Gemünder "Art" Violin

Gemünder "Art" Violin

<< >>
Usage conditions apply
This violin was made by Oscar A. Gemünder in New York, New York in 1936. The New York City violinmaking firm of August Gemünder was founded in 1866 and renamed August Gemünder & Sons in 1890 as three of his sons, August II (1862-1928), Rudolph (1865-1916) and Oscar (1872-1946), entered the business. August II became president of the firm and founded and edited a journal called Violin World, which the firm published until his death in1928. Oscar, whose signature is on the label of this violin, then ran August Gemünder & Sons, which closed permanently upon his death in 1946. August Gemünder & Sons was well known for its inexpensive line of "Gemünder Art" violins, mostly German instruments which were reworked and varnished in New York. The firm advertised that a special "Vibrant" varnish was applied in colors of orange-yellow, orange-red, deep red, reddish brown and brown red. Also, the "Art" violins were available in six models: Maggini, N. Amati, H. Amati, Stradivari, Joseph Guarneri and the Gemünder model of 1905. In addition, the company sold August Gemünder & Sons bows. Through its early history, the firm was commercially successful, with an enterprising focus on merchandising and advertising.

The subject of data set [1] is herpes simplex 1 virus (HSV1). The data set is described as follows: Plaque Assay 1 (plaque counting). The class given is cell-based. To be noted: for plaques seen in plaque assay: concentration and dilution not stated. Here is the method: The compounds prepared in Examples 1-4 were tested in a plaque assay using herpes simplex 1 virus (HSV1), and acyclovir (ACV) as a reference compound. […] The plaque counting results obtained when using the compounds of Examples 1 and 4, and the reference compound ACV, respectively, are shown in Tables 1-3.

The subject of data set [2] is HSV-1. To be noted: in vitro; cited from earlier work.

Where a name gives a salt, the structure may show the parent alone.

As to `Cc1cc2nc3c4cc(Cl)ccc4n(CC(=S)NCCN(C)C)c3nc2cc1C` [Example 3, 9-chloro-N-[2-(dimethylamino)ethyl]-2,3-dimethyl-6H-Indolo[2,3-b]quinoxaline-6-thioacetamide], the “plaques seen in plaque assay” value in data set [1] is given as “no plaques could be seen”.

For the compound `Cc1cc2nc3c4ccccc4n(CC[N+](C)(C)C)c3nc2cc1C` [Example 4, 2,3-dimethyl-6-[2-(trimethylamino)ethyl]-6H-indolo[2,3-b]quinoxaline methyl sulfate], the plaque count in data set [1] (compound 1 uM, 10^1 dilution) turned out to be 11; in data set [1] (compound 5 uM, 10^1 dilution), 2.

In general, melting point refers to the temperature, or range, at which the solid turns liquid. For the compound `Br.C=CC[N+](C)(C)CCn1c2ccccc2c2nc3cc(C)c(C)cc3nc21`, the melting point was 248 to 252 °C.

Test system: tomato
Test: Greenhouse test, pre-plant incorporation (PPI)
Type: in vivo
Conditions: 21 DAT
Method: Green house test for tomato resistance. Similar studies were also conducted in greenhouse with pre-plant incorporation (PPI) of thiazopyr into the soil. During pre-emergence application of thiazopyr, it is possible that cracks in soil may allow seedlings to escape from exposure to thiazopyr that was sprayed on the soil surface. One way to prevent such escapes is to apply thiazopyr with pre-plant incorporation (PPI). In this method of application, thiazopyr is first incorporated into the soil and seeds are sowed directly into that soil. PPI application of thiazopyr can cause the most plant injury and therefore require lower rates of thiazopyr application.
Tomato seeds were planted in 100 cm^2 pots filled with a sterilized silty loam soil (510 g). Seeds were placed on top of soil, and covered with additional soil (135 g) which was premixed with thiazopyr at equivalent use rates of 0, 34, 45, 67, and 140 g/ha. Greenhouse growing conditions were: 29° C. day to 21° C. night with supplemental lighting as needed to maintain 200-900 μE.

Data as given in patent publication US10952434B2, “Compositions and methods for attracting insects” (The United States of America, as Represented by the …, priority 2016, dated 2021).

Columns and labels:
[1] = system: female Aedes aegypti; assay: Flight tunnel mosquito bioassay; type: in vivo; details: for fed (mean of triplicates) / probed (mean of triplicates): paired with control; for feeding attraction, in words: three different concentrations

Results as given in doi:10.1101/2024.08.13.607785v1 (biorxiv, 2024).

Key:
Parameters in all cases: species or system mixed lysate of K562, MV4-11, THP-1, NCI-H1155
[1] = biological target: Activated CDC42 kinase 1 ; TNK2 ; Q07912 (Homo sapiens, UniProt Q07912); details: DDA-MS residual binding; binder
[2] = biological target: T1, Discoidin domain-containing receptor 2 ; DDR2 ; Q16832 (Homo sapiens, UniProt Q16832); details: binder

Currently not on view
Object Name
date made
Gemunder, Oscar A.
Place Made
United States: New York, New York City
overall: 23 3/4 in x 8 1/4 in x 3 3/8 in; 60.325 cm x 20.955 cm x 8.5725 cm
ID Number
catalog number
accession number
See more items in
Cultural and Community Life: Musical Instruments
Music & Musical Instruments
Data Source
National Museum of American History
Nominate this object for photography.   

Our collection database is a work in progress. We may update this record based on further research and review. Learn more about our approach to sharing our collection online.

If you would like to know how you can use content on this page, see the Smithsonian's Terms of Use. If you need to request an image for publication or other use, please visit Rights and Reproductions.


Add a comment about this object